Interview with Amina Edris


Tuesday, October 1, marks not only the final performance of San Francisco Opera’s 2019 Romeo and Juliet but also an important role debut for a rising star: New Zealand soprano Amina Edris.

In assuming the role of Juliet, Edris must tackle one of the opera’s greatest challenges: Act IV’s notoriously tricky Poison Aria — also called the Potion Aria — where the teenage heroine prepares to drink the mysterious potion that will plunge her into a deep, death-like sleep.

Ahead of her performance, opposite real-life husband Pene Pati, Edris sat down with San Francisco Opera to dissect the Poison Aria and what it means for her character. This interview has been condensed for clarity and length.

SAN FRANCISCO OPERA: When did you first start looking at the role of Juliet?

AMINA EDRIS: I’ve done bits of the role. In [the Merola Opera Program], at the Merola Grand Finale, I was given one of the duet scenes between Juliet and Romeo. It’s the bedroom scene, where she’s found out he’s killed Tybalt and she’s telling him she’s forgiven him and he takes off again. So that whole scene.

I had sung “Je veux vivre” and the Poison Aria many times in concerts, but that was the first time I’d actually done a scene out of the opera. And then I started looking at this role when I found out I was doing it! [laughs]

SAN FRANCISCO OPERA: The Poison Aria was written by composer Charles Gounod for the premiere, but the original Juliet, Marie Caroline Miolan-Carvalho, couldn’t do it, so it was cut. It was cut for a hundred years. In your opinion, as someone who is studying the role, why is this piece often omitted?

EDRIS: One element to remember is that when [Gounod] cut the Poison aria — because [Miolan-Carvalho] was incapable of executing it — he wrote “Je veux vivre” for her to give her an aria.

Otherwise, she would not have had an aria in the entire opera. “Je veux vivre” is able to be executed by an array of voice types, whether you lean more on the light lyric side or more on the lyric side.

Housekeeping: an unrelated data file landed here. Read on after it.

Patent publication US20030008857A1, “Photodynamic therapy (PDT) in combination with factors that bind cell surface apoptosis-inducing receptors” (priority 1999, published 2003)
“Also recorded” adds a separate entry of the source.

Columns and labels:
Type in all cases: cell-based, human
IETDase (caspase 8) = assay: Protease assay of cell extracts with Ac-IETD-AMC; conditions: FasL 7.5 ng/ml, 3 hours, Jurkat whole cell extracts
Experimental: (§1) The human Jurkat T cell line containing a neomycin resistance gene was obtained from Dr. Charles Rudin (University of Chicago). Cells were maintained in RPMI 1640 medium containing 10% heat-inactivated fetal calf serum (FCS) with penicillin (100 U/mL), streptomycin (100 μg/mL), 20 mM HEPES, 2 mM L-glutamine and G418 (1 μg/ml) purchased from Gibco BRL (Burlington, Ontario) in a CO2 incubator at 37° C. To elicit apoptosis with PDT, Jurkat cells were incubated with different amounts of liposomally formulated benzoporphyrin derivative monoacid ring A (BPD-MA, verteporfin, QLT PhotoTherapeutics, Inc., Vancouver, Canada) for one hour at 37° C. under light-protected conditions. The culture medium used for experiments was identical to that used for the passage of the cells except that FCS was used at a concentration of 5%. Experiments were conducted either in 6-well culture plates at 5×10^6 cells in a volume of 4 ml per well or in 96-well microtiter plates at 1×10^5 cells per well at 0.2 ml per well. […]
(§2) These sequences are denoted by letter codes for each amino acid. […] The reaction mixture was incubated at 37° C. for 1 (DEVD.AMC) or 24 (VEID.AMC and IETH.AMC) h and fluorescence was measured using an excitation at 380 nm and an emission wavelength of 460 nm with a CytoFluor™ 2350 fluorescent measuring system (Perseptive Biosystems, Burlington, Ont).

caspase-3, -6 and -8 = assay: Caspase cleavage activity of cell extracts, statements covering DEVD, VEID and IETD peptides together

The poison aria is just a different beast altogether. It’s much more lyrical in its composition and most sopranos find it to be a challenge – myself included! It’s not a walk in the park.

SAN FRANCISCO OPERA: What do you think the Poison Aria indicates for the character through the course of the show?

AMINA EDRIS: It’s really the first moment where you see her alone, where you can understand her thinking, her journey and her struggle: “Am I going to drink this poison? Am I going to play into this game that we’re playing in order to end up with the man that I love? Or am I not going to disobey my father and my family?”

That scene is not only a turning point for the character but also for the story as a whole. It’s a huge contrast from when we see her earlier in the opera for “Je veux vivre” and all her interactions with Romeo.

SAN FRANCISCO OPERA: Juliet is such an idealized character too. The Juliet of Shakespeare can be all blossoming bosoms on the balcony. And here, in this aria, you have this really dark side to her, where she’s hallucinating about [her murdered cousin] Tybalt.

EDRIS: Removing the Poison Aria, you don’t get the full arc of the character. You don’t get to dig deeper into the character, and you don’t understand more about who she is. So this allows the audience to see that more. She doesn’t become this bubbly surface character.

SAN FRANCISCO OPERA: Do you worry about going into the last duet and having enough gas to do it after the Poison Aria?

EDRIS: Not necessarily. Although the Poison Aria is very taxing, the last duet is probably more challenging for the tenor than it is for the soprano. I get a nice break while I’m lying on top of the tomb still in my slumber — although Romeo believes that I’m dead at this point. The tenor has a decent amount of singing to do before Juliet wakes up!

SAN FRANCISCO OPERA: What specifically is so challenging about it?

EDRIS: It’s taxing vocally. The way [Gounod] writes the vocal line is challenging. The way he writes the music leading up to the climactic points within the aria is challenging. The composition of the orchestra is both incredible and dramatic.

Because of the dramatic nature of it all, one can fall into the trap of wanting to give more voice than one should. You think, “Oh I need to make a big sound here to serve the drama,” when in fact that is quite the opposite of what you should do. I’m certainly guilty of falling into that trap when I first started learning this aria.

SAN FRANCISCO OPERA: Compared to an aria like “Je veux vivre,” how much time do you have to put into an aria as difficult as this one?

EDRIS: I would say twice as much. I don’t know if I’m able to give an exact number, because I learned that aria separately a while ago, so I don’t know for a fact. But easily twice as much time.

It’s like they’re written for two different voice types. “Je veux vivre” is written for a light lyric, and the Poison Aria is written for a lyric voice. Are you familiar with La Traviata, the opera? It’s like that.

There’s a joke that Verdi wrote La Traviata and the role of Violetta for three different voice types: The first act for a coloratura, the second act for a lyric, and the last is more for a dramatic voice. It’s kind of the same concept with this one.

For more information about the Poison Aria, read what San Francisco Opera dramaturg emeritus Kip Cranna wrote for our 2019 Romeo and Juliet program book.